Sudan: Oil displaced allowed to return home

News and Press Release
Originally published
NAIROBI, 5 February (IRIN) - The government of Sudan and the rebel Sudan People's Liberation Movement/Army have committed themselves to "effect the immediate voluntary return" of civilian populations displaced in the country's main oil-producing area, Western Upper Nile (WUN), to their homes.
A joint communique issued on Tuesday said the new measure would include those displaced within Western Upper Nile, those displaced from WUN to neighbouring Bahr el Ghazal, and all other civilians who had been displaced since the signing of the 17 October Memorandum of Understanding (MOU) on a cessation of hostilities.

The agreement could lead to the movement of tens of thousands of people.

Both sides to the conflict also appealed to the international community to address the "humanitarian crisis" in drought-stricken areas in Bahr el Ghazal and "other areas", likely to mean WUN and Southern Blue Nile.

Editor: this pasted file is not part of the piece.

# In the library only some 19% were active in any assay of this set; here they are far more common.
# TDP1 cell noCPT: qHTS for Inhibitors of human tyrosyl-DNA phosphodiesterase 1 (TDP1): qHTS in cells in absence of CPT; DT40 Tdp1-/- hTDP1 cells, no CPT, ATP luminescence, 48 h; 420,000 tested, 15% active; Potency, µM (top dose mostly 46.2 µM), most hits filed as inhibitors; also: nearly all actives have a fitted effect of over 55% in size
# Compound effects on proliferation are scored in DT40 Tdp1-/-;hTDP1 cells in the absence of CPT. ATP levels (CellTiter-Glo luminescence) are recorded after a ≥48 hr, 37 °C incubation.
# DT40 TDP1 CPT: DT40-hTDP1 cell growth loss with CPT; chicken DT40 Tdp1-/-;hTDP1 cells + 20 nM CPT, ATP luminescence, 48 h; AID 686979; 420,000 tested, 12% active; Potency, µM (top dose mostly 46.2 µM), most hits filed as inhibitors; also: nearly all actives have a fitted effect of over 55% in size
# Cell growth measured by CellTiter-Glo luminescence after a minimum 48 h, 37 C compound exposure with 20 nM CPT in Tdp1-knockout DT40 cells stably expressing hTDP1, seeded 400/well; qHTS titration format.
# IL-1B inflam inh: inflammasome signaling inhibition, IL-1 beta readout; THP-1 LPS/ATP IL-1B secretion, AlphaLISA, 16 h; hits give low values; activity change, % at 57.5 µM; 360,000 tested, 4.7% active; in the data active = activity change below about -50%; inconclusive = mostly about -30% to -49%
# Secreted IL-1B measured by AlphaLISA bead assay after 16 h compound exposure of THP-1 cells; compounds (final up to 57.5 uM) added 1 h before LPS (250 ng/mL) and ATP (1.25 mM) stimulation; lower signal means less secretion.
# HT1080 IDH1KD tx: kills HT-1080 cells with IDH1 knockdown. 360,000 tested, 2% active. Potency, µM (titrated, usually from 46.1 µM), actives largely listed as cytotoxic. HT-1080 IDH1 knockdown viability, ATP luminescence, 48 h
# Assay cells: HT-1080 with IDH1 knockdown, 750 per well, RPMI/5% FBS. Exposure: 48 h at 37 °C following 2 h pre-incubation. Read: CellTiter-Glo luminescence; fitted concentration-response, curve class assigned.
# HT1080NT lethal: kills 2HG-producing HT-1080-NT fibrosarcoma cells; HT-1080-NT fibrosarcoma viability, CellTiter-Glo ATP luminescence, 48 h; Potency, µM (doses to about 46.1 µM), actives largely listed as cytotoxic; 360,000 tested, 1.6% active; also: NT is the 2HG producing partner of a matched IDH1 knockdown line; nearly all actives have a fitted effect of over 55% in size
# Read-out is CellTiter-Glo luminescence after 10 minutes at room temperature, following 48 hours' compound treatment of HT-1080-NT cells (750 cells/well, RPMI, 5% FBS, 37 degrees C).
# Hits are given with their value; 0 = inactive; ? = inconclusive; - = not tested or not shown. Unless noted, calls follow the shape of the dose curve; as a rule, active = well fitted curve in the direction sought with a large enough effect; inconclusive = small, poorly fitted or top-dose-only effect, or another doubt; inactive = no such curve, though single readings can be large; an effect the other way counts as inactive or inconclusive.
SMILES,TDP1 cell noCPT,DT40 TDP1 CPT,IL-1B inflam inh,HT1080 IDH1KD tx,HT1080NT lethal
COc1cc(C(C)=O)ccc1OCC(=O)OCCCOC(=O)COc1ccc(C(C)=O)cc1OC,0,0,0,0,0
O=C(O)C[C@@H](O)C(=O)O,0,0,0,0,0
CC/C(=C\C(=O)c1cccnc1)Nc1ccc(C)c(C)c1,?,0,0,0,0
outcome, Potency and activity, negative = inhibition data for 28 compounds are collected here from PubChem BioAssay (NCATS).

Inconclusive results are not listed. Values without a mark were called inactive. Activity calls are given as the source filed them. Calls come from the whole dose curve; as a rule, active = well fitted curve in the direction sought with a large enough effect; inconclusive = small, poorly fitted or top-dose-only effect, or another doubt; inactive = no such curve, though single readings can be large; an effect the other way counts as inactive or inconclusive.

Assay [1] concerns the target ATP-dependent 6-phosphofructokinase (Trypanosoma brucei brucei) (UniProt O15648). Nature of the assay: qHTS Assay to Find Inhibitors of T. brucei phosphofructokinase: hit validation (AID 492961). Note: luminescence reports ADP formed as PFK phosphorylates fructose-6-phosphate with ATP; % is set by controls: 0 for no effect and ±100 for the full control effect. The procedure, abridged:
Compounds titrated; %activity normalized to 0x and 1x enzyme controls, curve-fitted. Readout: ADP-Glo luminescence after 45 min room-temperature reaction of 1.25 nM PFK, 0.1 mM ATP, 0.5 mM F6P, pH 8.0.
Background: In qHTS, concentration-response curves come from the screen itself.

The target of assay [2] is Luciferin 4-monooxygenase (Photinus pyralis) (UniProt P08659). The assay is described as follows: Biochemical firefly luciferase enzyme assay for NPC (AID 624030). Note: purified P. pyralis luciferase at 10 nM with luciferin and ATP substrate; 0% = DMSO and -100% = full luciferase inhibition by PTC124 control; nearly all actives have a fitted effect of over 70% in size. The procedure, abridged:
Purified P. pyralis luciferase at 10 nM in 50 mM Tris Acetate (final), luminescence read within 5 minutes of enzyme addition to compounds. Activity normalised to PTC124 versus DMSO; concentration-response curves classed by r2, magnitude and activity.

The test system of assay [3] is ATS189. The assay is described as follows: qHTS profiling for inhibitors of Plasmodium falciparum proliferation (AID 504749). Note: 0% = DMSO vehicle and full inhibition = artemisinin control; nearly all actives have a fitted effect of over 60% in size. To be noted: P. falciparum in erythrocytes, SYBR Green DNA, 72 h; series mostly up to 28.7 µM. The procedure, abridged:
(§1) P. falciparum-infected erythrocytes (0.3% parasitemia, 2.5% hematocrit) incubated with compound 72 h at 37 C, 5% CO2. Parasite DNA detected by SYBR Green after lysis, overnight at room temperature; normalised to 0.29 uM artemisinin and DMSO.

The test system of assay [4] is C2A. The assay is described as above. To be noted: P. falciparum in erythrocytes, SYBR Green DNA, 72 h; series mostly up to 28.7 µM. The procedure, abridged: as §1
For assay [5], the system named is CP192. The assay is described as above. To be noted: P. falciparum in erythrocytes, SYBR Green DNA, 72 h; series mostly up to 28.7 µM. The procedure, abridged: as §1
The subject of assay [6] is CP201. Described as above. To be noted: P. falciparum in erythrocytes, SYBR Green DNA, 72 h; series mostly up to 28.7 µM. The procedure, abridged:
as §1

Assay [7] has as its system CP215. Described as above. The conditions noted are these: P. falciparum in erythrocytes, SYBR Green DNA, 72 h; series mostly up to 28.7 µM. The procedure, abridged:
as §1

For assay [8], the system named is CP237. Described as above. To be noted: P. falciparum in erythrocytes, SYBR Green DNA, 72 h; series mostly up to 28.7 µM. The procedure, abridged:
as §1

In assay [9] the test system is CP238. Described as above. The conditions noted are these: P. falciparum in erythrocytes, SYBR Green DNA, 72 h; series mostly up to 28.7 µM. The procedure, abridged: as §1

An addendum to the MOU, agreed upon on Tuesday, stated that both sides agreed to notify the MOU Channel of Communications Committee of all troop movements in Sudan, and to provide information on the identity and location of their own forces, allied forces and affiliated militia groups.

They agreed to allow a Verification and Monitoring Team "free access" to travel in and around areas where any complaints were filed by either side, and that any area captured would be "immediately restored" to the party that had control prior to the violation.

Both sides agreed to suspend work in the Bentiu-Adok road until "the final, comprehensive peace agreement" was signed. They also agreed to take further measures to "freeze media wars and propaganda" against one another.

"The body of agreements signed since mid 2002 should create the best conditions since Operation Lifeline Sudan was formed 13 years ago, for the provision of sustained aid interventions in Sudan," OLS spokesman Martin Dawes told IRIN.


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